The game hasn't really changed, not since the summer of 2016. It just keeps getting worse.
You could sense at the time that something was breaking. The referendum was conducted through lies. They lied about the NHS, about Britain being powerless to block Turkish EU membership, about immigration from Iraq and Syria.
It was jarring. This was actually quite rare. Usually lying had consequences in politics. When a politician did it, it was held up to them by journalists and generally considered to make them look bad. So they tried to avoid it, or at least avoid doing it outright.
But now the playbook had changed. By telling the NHS lie, and having people counter it, the Vote Leave camp – headed by now-No.10 organiser Dominic Cummings – assumed it would spread the original claim and force to the opponent to argue on their terms. The referendum win was considered vindication of this strategy.
It wasn't really. It's not hard to win an election against the status quo where you don't have to actively specify an alternative. It happened in 2005 in France and the Netherlands on the EU constitution. It was especially likely, in retrospect, in a country that had just gone through the financial crash and years of austerity.
In Australia in 1999, the government held a referendum on the monarchy. For years polls showed public sympathy for republicanism. It should have been a yes vote. But instead of just asking yes or no, they outlined the alternative: a president appointed by parliament. And people rejected it, because the alternative was subject to the same scrutiny as the status quo.
Given what we've seen since the vote, with no majority support for any actual form of Brexit, the EU referendum would've likely gone the same way if there was specificity about the positive alternative, rather than just a channel to funnel grievance.
Winning a referendum on these terms did not mark some new kind of no-holds-barred political culture, or at least it didn't have to. But that, unfortunately, was how it was interpreted. It was treated as the end of an old age and the start of a new one.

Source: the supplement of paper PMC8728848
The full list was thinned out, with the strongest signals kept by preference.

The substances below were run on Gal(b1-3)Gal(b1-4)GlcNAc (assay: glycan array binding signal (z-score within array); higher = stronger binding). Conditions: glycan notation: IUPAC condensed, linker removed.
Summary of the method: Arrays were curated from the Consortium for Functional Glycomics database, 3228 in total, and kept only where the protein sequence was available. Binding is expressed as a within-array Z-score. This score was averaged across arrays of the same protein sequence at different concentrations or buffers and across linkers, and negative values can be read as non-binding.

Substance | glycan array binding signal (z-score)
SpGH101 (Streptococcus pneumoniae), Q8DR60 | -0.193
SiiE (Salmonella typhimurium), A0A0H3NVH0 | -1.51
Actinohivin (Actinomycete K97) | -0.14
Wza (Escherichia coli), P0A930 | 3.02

The old rules were gone. Honesty didn't matter. Parliamentary scrutiny didn't matter. Honour didn't matter. You could do what you like. It was Tory Leninism: all out war, with no basis for consistency, or coherence, or basic moral disposition. It was as if Conservatism had its spirit sucked out of it – the desire to preserve – and replaced by a burn-it-down political puritanism, towards an end that no-one could ever really explain.
Was it Global Britain? Was it anti-immigrant Little Englandism? Did it care about the Union or did it want Scotland gone? Did it want to be friends with Europe or to shout about the war? Did it want to embrace the US? Did it want full sovereignty? If so, why so much emphasis on the WTO, which reduces it? What exactly did it want?
Watching the Conservative party since then has been like meeting someone you vaguely knew and finding their basic personality has completely changed, even on the smallest details, like eye contact or facial expressions. It was freaky. It still is. It's like something grim and malevolent has crawled into their skin.
This process was well underway with Theresa May. She tried to sideline parliament wherever she could. She repeatedly insisted on things which she must surely have known could not possibly be true. She tried to fight an election on an imagined conspiracy from the opposition and the House of Lords. She stoked resentment between parliament and the public.